In embodiments, loading into to the memory can be by a single call to a back end system. The column navigation functions can include a first column function, a one span left function, a one column left function, a one column right function, a one span right function, and a last column function.

The one span left function can include shifting left the data arranged in rows and columns in the first view by a single period equivalent to a span. The one span right function can include shifting right the data arranged in rows and columns in the first view by a single period equivalent to a span.

The one column left function can include shifting left the data arranged in rows and columns in the first view by a single column. The one column right function can include shifting right the data arranged in rows and columns in the first view by a single column.

The invention can be implemented to realize one or more of the following advantages.

Column navigation within a table user interface (UI) is simple and quick and keeps track of, and manages, the visibility of columns where there can be much more data that is capable of display and any one time. Column navigation can be used with large tables with many columns and only one back end system call to load the appropriate data.

Column navigation enables easy data entry, an interactive aid for data analysis and flexibility to represent a table of data.

One implementation of the invention provides all of the above advantages.

Other features and advantages of the invention are apparent from the following description, and from the claims.

BRIEF DESCRIPTION OF THE DRAWINGS

FIG. 1 is a block diagram of an exemplary system.

FIG. 2 is a block diagram of an exemplary table.

FIG. 3 is a block diagram of an exemplary table.

FIG. 4 is a block diagram of an exemplary table.

FIG. 5 is a block diagram of an exemplary table.

FIG. 6 is a block diagram of an exemplary table.

FIG. 7 is a flow diagram.

Like reference numbers and designations in the various drawings indicate like

DETAILED DESCRIPTION

As shown in FIG. 1, an exemplary computer system 10 includes a processing unit 12, one or more input devices 14, and a display device 16, upon which a user is presented displays. The display device 16 has a video screen 18 upon which displays appear.

The processing unit 12 can include a processor 20, random access memory (RAM) 22, and read-only memory (ROM) 24, all interconnected by a data bus 26. Input device controllers 28, also connected to the data bus 26, receive command signals from input devices 14 and forward the command signals in the appropriate format for processing. A video controller 30, connected to the data bus 26, receives video command signals from the data bus 26 and generates the appropriate video signals that are forwarded to the display device 16 so that the desired display is provided on the screen 18. The system 10 is not limited to a personal computer (PC), but could include a personal digital assistant (PDA), a terminal, a workstation, or other such device.

ROM 24 provides non-volatile data storage for various application programs. In the example shown, a number of different application programs 32, 34, are stored in ROM 24. Also stored in ROM 24 is a user interface (UI) program 36 designed to work in concert with each of the application programs 32, 34. This is conceptually depicted by the UI program 36 shown as a layer on top of the application programs 32, 34. With such a design, UI program modules common to several application programs need not be duplicated in each of the application programs 32, 34. In addition, such a design may enable a common “look-and-feel” to the UI for the different program applications 32, 34. In other examples, the UI program, or module, is not a common program or module for more than one program application. In still other examples, the components described can be combined or separated in various manners, and can be stored in various manners, such as on various non-volatile storage medium.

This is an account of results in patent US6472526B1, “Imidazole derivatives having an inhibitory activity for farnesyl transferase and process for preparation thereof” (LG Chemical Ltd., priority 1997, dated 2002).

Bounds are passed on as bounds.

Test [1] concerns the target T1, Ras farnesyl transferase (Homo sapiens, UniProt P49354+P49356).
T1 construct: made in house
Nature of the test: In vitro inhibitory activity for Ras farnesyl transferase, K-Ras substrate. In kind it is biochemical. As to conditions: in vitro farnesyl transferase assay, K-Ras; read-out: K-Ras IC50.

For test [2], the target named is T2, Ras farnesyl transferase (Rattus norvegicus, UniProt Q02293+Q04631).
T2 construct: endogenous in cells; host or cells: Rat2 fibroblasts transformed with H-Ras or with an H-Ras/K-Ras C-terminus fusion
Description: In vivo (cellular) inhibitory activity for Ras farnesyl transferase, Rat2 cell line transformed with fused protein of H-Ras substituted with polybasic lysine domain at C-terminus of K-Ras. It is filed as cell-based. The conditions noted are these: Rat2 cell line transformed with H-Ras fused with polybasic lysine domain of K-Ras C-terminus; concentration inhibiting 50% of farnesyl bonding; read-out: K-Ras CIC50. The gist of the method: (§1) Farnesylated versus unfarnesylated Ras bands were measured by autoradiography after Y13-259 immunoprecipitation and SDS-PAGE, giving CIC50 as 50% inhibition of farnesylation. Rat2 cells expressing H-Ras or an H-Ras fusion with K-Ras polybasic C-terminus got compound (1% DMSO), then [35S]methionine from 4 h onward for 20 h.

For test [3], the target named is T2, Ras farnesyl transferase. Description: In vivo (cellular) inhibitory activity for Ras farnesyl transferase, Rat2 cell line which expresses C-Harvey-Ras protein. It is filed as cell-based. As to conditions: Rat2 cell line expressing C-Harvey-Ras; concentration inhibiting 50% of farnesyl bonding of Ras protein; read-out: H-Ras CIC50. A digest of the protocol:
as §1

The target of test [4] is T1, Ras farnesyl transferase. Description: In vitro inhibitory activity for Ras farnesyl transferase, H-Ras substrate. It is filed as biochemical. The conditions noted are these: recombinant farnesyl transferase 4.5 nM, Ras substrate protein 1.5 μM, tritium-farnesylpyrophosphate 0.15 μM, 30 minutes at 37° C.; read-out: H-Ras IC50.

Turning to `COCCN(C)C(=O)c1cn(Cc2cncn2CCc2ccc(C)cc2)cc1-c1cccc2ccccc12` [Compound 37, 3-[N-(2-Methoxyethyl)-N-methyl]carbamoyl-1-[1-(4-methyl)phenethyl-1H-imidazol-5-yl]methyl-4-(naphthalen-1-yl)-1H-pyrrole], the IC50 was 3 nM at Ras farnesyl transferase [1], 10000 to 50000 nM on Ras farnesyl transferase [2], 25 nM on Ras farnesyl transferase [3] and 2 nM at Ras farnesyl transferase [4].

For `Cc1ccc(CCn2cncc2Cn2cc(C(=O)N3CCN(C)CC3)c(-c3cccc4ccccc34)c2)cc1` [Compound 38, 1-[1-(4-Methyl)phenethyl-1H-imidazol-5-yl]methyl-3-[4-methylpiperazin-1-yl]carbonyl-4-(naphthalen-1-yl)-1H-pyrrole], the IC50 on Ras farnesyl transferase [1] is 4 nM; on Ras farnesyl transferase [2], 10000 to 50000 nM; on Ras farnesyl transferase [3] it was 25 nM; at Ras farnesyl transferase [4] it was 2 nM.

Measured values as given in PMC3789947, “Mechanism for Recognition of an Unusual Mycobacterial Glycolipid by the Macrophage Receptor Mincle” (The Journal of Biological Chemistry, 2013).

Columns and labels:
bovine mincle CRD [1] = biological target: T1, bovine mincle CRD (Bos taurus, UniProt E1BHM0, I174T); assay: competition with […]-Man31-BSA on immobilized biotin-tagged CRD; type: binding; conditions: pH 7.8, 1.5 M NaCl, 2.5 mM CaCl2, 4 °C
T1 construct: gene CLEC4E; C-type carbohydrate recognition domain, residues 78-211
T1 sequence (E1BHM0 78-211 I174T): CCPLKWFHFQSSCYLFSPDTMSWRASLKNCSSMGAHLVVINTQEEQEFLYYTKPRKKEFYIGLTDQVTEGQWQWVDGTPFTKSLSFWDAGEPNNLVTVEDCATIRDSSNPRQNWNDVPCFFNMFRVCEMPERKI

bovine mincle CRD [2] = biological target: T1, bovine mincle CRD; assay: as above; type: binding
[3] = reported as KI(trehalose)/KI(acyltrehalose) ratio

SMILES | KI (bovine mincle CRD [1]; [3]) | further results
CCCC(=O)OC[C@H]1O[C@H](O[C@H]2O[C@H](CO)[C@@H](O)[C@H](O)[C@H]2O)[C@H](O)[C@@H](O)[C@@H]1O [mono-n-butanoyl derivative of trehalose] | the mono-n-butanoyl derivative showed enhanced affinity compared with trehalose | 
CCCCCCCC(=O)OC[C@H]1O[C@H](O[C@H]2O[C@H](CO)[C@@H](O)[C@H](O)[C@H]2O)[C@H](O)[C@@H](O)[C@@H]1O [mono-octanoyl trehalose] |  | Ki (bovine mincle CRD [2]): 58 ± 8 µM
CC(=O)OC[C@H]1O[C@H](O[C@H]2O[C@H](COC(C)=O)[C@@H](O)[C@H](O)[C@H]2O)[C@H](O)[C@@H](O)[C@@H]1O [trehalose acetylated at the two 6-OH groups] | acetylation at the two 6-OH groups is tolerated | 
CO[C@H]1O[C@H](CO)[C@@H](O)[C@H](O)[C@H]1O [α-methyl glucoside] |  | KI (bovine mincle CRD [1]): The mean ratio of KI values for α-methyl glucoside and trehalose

Programs 32, 34, 36 have program instructions that can be loaded into RAM 22 during operation. Processor 20 then executes the program instructions, as required, to perform desired program functions.

Also stored in ROM 24 are various data in database 38. Database 38 includes data needed or generated during operation of the application programs 32, 34. Although only a single database 38 is shown that serves as a common database for all applications 32, 34, in other examples there can be separate databases for one, or more, of the applications 32, 34.

System 10 includes connection to a server 40 and a network interface 42, connected to its data bus 26. As such, system 10 can access server 40 over network 44 to run applications residing on the server 40. Network 44 can be, for example, a Local Area Network (LAN), Wide Area Network (WAN), or the Internet.

The server 40 includes a network interface 46, a processor 48, RAM 50, and ROM 52, all interconnected by a data bus 54. The server's network interface 46 provides the connection to network 44 so that client computer systems, such as system 10, can access the server 40. In similar fashion to computer system 10, the server ROM 52 includes various different application programs 56, 58, as well as a common user interface program 60 for the application programs 56, 58. ROM 52, in this example, includes data stored in database 62, although in other implementations separate databases or a separate database server may be required.

As shown in FIG. 2, an exemplary Web Dynpro table UI 100 includes table elements 104 and scroll bar functions 106. The Web Dynpro table UI 100 allows the two-dimensional display of data in cells arranged into rows and columns, i.e., table elements 104. Pushbuttons 106 provided in the footer of the table allow rows navigation.

The scroll bar functions 106 include first page 108, last page 110, page up 112, page down 114, line up 116 and line down 118. No column navigation is included.

The table UI 100 shows data for one year only (year 2002). A user may want to see more that one year at the time in the table UI 100.

As shown in FIG. 3, an exemplary table UI 140 shows data for six years. Table UI 140 has an advantage that only one back end system call is made, so performance is improved. A disadvantage is the size of the table UI 140. Table UI 140 cannot fit in a single portal pane without using a horizontal scrolling bar.